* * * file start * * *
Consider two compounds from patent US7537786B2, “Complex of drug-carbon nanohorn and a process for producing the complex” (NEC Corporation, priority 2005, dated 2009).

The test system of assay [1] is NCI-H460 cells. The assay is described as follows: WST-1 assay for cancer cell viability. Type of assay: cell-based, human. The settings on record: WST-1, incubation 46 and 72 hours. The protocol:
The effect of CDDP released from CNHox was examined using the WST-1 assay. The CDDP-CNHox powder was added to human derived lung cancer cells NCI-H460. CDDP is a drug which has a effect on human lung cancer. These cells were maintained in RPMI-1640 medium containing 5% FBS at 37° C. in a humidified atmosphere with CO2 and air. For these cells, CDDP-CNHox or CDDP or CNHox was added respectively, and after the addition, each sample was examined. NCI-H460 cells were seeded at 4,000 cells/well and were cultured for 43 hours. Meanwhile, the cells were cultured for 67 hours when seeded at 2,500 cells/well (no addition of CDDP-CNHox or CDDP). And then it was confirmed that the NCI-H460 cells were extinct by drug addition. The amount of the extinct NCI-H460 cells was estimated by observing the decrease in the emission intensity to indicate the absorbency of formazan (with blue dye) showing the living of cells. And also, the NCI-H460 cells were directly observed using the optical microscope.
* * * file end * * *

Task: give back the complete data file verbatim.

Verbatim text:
Consider two compounds from patent US7537786B2, “Complex of drug-carbon nanohorn and a process for producing the complex” (NEC Corporation, priority 2005, dated 2009).

The test system of assay [1] is NCI-H460 cells. The assay is described as follows: WST-1 assay for cancer cell viability. Type of assay: cell-based, human. The settings on record: WST-1, incubation 46 and 72 hours. The protocol:
The effect of CDDP released from CNHox was examined using the WST-1 assay. The CDDP-CNHox powder was added to human derived lung cancer cells NCI-H460. CDDP is a drug which has a effect on human lung cancer. These cells were maintained in RPMI-1640 medium containing 5% FBS at 37° C. in a humidified atmosphere with CO2 and air. For these cells, CDDP-CNHox or CDDP or CNHox was added respectively, and after the addition, each sample was examined. NCI-H460 cells were seeded at 4,000 cells/well and were cultured for 43 hours. Meanwhile, the cells were cultured for 67 hours when seeded at 2,500 cells/well (no addition of CDDP-CNHox or CDDP). And then it was confirmed that the NCI-H460 cells were extinct by drug addition. The amount of the extinct NCI-H460 cells was estimated by observing the decrease in the emission intensity to indicate the absorbency of formazan (with blue dye) showing the living of cells. And also, the NCI-H460 cells were directly observed using the optical microscope.